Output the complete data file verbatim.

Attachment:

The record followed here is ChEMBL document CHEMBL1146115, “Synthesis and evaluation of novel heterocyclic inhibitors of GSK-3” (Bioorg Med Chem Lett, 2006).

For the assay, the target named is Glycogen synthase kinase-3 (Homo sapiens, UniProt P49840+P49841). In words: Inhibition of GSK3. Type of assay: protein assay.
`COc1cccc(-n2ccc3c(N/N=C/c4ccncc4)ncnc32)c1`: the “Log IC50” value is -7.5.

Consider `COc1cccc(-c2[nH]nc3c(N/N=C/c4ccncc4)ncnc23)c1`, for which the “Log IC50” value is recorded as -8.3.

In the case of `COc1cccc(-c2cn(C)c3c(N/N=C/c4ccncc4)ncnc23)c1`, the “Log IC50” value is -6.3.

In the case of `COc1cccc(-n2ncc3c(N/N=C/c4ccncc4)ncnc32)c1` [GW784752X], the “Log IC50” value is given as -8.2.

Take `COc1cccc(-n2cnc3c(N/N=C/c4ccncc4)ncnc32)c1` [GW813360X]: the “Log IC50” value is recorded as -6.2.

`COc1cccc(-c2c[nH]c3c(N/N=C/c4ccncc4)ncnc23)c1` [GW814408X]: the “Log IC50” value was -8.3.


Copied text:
The record followed here is ChEMBL document CHEMBL1146115, “Synthesis and evaluation of novel heterocyclic inhibitors of GSK-3” (Bioorg Med Chem Lett, 2006).

For the assay, the target named is Glycogen synthase kinase-3 (Homo sapiens, UniProt P49840+P49841). In words: Inhibition of GSK3. Type of assay: protein assay.
`COc1cccc(-n2ccc3c(N/N=C/c4ccncc4)ncnc32)c1`: the “Log IC50” value is -7.5.

Consider `COc1cccc(-c2[nH]nc3c(N/N=C/c4ccncc4)ncnc23)c1`, for which the “Log IC50” value is recorded as -8.3.

In the case of `COc1cccc(-c2cn(C)c3c(N/N=C/c4ccncc4)ncnc23)c1`, the “Log IC50” value is -6.3.

In the case of `COc1cccc(-n2ncc3c(N/N=C/c4ccncc4)ncnc32)c1` [GW784752X], the “Log IC50” value is given as -8.2.

Take `COc1cccc(-n2cnc3c(N/N=C/c4ccncc4)ncnc32)c1` [GW813360X]: the “Log IC50” value is recorded as -6.2.

`COc1cccc(-c2c[nH]c3c(N/N=C/c4ccncc4)ncnc23)c1` [GW814408X]: the “Log IC50” value was -8.3.